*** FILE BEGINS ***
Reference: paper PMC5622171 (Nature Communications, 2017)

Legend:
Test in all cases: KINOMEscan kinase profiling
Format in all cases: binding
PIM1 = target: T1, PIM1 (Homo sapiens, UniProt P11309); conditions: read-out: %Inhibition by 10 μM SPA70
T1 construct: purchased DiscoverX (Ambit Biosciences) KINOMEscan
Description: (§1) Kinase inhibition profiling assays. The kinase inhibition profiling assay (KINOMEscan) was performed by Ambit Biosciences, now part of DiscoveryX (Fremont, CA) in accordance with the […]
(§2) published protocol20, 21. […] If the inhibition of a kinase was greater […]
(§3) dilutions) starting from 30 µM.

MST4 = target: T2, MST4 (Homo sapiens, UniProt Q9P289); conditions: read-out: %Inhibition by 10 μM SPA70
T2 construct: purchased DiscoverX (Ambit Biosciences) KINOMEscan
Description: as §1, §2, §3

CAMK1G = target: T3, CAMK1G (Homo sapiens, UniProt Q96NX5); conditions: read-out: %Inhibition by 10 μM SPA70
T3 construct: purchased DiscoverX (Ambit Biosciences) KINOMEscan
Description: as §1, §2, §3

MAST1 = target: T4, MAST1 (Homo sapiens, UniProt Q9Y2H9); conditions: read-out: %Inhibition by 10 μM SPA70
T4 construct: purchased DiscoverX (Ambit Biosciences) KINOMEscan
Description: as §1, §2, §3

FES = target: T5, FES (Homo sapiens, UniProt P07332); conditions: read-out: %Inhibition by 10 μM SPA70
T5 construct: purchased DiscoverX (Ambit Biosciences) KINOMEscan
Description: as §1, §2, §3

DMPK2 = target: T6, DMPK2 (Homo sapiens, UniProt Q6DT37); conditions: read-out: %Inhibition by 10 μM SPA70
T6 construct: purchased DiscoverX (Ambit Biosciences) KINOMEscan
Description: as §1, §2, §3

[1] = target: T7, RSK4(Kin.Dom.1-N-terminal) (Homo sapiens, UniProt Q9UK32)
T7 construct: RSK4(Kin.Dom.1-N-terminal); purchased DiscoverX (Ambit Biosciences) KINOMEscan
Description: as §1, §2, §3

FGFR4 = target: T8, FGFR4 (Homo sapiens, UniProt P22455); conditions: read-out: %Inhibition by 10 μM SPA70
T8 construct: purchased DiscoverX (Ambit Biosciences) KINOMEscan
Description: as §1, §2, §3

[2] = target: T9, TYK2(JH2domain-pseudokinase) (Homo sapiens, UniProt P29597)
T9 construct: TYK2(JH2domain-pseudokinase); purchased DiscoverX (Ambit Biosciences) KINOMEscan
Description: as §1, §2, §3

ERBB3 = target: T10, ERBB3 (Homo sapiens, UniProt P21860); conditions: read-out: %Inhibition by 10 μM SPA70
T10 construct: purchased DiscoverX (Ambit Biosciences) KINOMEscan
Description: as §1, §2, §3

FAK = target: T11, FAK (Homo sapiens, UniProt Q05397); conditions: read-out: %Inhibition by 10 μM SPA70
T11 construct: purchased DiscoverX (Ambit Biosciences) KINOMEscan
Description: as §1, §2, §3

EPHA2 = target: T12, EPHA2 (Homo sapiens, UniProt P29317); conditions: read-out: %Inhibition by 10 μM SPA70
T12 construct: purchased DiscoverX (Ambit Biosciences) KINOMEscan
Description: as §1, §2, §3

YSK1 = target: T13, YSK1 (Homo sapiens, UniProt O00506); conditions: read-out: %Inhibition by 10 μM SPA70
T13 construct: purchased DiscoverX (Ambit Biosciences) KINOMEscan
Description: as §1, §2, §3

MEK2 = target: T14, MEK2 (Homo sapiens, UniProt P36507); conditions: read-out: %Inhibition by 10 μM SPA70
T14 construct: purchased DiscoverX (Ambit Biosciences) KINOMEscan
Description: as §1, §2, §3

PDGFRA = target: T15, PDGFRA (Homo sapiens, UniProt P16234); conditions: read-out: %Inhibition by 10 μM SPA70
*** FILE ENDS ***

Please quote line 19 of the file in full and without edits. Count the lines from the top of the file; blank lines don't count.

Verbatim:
FES = target: T5, FES (Homo sapiens, UniProt P07332); conditions: read-out: %Inhibition by 10 μM SPA70